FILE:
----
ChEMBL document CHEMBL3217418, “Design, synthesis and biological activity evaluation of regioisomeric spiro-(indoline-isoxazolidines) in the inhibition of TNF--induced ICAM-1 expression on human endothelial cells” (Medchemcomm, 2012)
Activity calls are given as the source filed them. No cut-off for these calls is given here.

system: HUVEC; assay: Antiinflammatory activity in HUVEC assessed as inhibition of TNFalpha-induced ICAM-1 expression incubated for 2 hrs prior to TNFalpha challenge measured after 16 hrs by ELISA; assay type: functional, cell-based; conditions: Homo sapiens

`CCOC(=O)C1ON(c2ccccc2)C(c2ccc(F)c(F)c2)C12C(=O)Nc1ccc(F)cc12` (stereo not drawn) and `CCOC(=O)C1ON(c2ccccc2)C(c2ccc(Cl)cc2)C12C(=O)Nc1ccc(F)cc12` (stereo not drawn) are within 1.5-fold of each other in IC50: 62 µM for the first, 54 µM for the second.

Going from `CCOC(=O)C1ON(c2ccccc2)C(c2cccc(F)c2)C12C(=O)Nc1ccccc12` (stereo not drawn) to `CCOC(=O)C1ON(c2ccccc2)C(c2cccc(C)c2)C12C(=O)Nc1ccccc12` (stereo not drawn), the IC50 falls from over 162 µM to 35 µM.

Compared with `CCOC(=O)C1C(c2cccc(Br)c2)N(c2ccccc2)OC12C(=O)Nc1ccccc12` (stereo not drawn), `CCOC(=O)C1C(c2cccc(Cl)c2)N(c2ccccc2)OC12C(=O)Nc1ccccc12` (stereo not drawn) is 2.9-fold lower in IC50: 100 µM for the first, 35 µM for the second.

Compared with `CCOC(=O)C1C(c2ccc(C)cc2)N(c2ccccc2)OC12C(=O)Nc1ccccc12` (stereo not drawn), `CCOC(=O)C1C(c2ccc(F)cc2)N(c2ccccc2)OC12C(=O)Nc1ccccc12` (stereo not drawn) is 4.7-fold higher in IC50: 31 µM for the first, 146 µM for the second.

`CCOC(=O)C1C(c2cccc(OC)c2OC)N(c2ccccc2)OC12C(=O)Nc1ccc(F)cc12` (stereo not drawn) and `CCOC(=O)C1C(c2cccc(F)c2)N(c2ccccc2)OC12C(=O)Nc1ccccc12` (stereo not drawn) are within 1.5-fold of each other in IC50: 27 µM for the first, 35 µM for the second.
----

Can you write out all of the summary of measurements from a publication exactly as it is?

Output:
ChEMBL document CHEMBL3217418, “Design, synthesis and biological activity evaluation of regioisomeric spiro-(indoline-isoxazolidines) in the inhibition of TNF--induced ICAM-1 expression on human endothelial cells” (Medchemcomm, 2012)
Activity calls are given as the source filed them. No cut-off for these calls is given here.

system: HUVEC; assay: Antiinflammatory activity in HUVEC assessed as inhibition of TNFalpha-induced ICAM-1 expression incubated for 2 hrs prior to TNFalpha challenge measured after 16 hrs by ELISA; assay type: functional, cell-based; conditions: Homo sapiens

`CCOC(=O)C1ON(c2ccccc2)C(c2ccc(F)c(F)c2)C12C(=O)Nc1ccc(F)cc12` (stereo not drawn) and `CCOC(=O)C1ON(c2ccccc2)C(c2ccc(Cl)cc2)C12C(=O)Nc1ccc(F)cc12` (stereo not drawn) are within 1.5-fold of each other in IC50: 62 µM for the first, 54 µM for the second.

Going from `CCOC(=O)C1ON(c2ccccc2)C(c2cccc(F)c2)C12C(=O)Nc1ccccc12` (stereo not drawn) to `CCOC(=O)C1ON(c2ccccc2)C(c2cccc(C)c2)C12C(=O)Nc1ccccc12` (stereo not drawn), the IC50 falls from over 162 µM to 35 µM.

Compared with `CCOC(=O)C1C(c2cccc(Br)c2)N(c2ccccc2)OC12C(=O)Nc1ccccc12` (stereo not drawn), `CCOC(=O)C1C(c2cccc(Cl)c2)N(c2ccccc2)OC12C(=O)Nc1ccccc12` (stereo not drawn) is 2.9-fold lower in IC50: 100 µM for the first, 35 µM for the second.

Compared with `CCOC(=O)C1C(c2ccc(C)cc2)N(c2ccccc2)OC12C(=O)Nc1ccccc12` (stereo not drawn), `CCOC(=O)C1C(c2ccc(F)cc2)N(c2ccccc2)OC12C(=O)Nc1ccccc12` (stereo not drawn) is 4.7-fold higher in IC50: 31 µM for the first, 146 µM for the second.

`CCOC(=O)C1C(c2cccc(OC)c2OC)N(c2ccccc2)OC12C(=O)Nc1ccc(F)cc12` (stereo not drawn) and `CCOC(=O)C1C(c2cccc(F)c2)N(c2ccccc2)OC12C(=O)Nc1ccccc12` (stereo not drawn) are within 1.5-fold of each other in IC50: 27 µM for the first, 35 µM for the second.